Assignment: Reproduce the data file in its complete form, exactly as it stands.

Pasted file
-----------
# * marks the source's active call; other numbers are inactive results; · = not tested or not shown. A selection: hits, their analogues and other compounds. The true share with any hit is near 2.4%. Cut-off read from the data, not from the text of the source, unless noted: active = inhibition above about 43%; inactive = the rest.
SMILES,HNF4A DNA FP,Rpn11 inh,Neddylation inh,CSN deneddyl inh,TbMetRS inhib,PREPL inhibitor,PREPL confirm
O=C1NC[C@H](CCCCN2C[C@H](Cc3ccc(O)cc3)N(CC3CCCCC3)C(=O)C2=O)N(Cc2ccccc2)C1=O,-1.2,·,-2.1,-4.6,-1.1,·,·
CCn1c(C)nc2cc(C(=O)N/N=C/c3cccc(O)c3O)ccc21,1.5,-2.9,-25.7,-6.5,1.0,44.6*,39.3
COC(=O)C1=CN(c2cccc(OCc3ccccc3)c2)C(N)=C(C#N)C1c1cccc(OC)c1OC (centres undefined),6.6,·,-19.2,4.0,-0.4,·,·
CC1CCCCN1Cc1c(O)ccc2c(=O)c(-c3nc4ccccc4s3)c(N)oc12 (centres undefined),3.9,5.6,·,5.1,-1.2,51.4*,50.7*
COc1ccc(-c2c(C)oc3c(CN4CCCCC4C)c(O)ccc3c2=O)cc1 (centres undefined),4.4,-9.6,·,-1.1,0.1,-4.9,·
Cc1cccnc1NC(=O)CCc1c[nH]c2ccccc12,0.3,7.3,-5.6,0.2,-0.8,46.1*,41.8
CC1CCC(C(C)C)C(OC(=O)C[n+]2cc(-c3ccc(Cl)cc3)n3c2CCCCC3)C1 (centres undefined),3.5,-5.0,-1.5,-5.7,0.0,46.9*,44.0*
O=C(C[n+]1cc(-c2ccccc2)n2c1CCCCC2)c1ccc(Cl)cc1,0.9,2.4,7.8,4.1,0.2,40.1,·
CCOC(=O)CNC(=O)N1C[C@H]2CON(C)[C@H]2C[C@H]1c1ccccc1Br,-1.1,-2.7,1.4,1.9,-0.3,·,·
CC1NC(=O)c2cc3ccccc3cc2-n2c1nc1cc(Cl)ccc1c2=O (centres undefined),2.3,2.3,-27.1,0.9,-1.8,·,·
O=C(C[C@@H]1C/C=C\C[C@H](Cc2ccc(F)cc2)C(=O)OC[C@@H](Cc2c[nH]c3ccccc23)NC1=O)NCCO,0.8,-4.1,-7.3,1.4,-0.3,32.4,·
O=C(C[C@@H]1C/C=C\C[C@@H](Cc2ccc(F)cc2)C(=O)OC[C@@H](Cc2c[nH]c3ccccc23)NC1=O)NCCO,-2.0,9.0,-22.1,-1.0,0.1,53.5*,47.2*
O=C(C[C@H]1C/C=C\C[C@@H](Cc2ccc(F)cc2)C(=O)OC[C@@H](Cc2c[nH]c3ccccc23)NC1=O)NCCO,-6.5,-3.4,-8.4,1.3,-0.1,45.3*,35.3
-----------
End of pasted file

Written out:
# * marks the source's active call; other numbers are inactive results; · = not tested or not shown. A selection: hits, their analogues and other compounds. The true share with any hit is near 2.4%. Cut-off read from the data, not from the text of the source, unless noted: active = inhibition above about 43%; inactive = the rest.
SMILES,HNF4A DNA FP,Rpn11 inh,Neddylation inh,CSN deneddyl inh,TbMetRS inhib,PREPL inhibitor,PREPL confirm
O=C1NC[C@H](CCCCN2C[C@H](Cc3ccc(O)cc3)N(CC3CCCCC3)C(=O)C2=O)N(Cc2ccccc2)C1=O,-1.2,·,-2.1,-4.6,-1.1,·,·
CCn1c(C)nc2cc(C(=O)N/N=C/c3cccc(O)c3O)ccc21,1.5,-2.9,-25.7,-6.5,1.0,44.6*,39.3
COC(=O)C1=CN(c2cccc(OCc3ccccc3)c2)C(N)=C(C#N)C1c1cccc(OC)c1OC (centres undefined),6.6,·,-19.2,4.0,-0.4,·,·
CC1CCCCN1Cc1c(O)ccc2c(=O)c(-c3nc4ccccc4s3)c(N)oc12 (centres undefined),3.9,5.6,·,5.1,-1.2,51.4*,50.7*
COc1ccc(-c2c(C)oc3c(CN4CCCCC4C)c(O)ccc3c2=O)cc1 (centres undefined),4.4,-9.6,·,-1.1,0.1,-4.9,·
Cc1cccnc1NC(=O)CCc1c[nH]c2ccccc12,0.3,7.3,-5.6,0.2,-0.8,46.1*,41.8
CC1CCC(C(C)C)C(OC(=O)C[n+]2cc(-c3ccc(Cl)cc3)n3c2CCCCC3)C1 (centres undefined),3.5,-5.0,-1.5,-5.7,0.0,46.9*,44.0*
O=C(C[n+]1cc(-c2ccccc2)n2c1CCCCC2)c1ccc(Cl)cc1,0.9,2.4,7.8,4.1,0.2,40.1,·
CCOC(=O)CNC(=O)N1C[C@H]2CON(C)[C@H]2C[C@H]1c1ccccc1Br,-1.1,-2.7,1.4,1.9,-0.3,·,·
CC1NC(=O)c2cc3ccccc3cc2-n2c1nc1cc(Cl)ccc1c2=O (centres undefined),2.3,2.3,-27.1,0.9,-1.8,·,·
O=C(C[C@@H]1C/C=C\C[C@H](Cc2ccc(F)cc2)C(=O)OC[C@@H](Cc2c[nH]c3ccccc23)NC1=O)NCCO,0.8,-4.1,-7.3,1.4,-0.3,32.4,·
O=C(C[C@@H]1C/C=C\C[C@@H](Cc2ccc(F)cc2)C(=O)OC[C@@H](Cc2c[nH]c3ccccc23)NC1=O)NCCO,-2.0,9.0,-22.1,-1.0,0.1,53.5*,47.2*
O=C(C[C@H]1C/C=C\C[C@@H](Cc2ccc(F)cc2)C(=O)OC[C@@H](Cc2c[nH]c3ccccc23)NC1=O)NCCO,-6.5,-3.4,-8.4,1.3,-0.1,45.3*,35.3